Detaining Power

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A Detaining Power is the country, state, government, or any other jurisdiction which detains, holds, or incarcerates those who are alleged to have committed an offence against this jurisdiction or others (which for whatever reason have not been or will be proven not to be fit to process the detainees in question). In short, anyone who prevents someone from leaving a country or state and may have lawfully arrested and held such persons for a length of time may be referred to as a Detaining Power.[1]

For legal purposes, it is a condition of the 3rd drafting of the Geneva Agreement that a detainee may request that their crimes be proven to justify their incarceration.[citation needed]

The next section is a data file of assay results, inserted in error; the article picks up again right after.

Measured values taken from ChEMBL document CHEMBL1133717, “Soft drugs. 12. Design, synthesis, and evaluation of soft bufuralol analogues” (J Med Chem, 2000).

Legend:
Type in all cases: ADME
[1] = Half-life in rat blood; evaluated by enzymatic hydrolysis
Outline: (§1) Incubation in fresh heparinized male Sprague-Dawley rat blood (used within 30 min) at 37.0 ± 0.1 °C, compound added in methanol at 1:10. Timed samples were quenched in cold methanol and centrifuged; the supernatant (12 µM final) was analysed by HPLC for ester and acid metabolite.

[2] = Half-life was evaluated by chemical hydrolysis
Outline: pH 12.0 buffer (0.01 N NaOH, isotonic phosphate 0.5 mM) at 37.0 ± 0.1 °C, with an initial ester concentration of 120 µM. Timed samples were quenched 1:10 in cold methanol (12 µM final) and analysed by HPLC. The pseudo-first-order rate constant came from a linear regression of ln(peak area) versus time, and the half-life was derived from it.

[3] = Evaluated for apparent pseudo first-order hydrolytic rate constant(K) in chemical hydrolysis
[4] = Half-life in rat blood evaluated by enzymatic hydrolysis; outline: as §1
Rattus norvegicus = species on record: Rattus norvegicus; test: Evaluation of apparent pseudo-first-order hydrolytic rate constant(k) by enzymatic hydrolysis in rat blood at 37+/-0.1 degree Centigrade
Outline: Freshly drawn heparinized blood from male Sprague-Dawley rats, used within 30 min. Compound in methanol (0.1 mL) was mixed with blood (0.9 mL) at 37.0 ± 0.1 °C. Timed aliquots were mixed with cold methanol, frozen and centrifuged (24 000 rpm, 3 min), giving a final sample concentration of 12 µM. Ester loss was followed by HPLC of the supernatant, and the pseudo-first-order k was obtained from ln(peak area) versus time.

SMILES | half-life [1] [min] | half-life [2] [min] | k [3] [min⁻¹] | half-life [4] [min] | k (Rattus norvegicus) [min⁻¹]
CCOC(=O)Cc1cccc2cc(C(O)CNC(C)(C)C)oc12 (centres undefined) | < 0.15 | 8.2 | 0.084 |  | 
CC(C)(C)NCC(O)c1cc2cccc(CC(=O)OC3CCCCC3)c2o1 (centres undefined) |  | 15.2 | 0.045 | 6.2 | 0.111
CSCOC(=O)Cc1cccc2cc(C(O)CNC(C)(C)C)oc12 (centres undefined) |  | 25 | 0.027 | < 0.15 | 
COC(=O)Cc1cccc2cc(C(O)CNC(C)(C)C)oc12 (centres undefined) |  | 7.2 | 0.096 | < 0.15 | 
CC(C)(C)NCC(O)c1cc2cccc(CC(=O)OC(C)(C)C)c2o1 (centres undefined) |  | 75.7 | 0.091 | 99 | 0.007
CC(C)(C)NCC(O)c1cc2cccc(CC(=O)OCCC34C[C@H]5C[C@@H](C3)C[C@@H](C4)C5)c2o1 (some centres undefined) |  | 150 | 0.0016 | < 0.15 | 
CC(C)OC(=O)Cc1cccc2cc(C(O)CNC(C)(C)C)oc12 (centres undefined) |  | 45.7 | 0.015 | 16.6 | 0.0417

At time of submission the Quirin case and the Guantanamo Bay trials are examples of highly disputed Detaining Power in the US and under the US jurisdiction.[2]


  1. ^ "Treaties, States parties, and Commentaries - Geneva Convention (III) on Prisoners of War, 1949". Retrieved 2017-01-17.
  2. ^ Haas, Michael (2009-01-01). George W. Bush, War Criminal?: The Bush Administration's Liability for 269 War Crimes. ABC-CLIO. ISBN 9780313364990.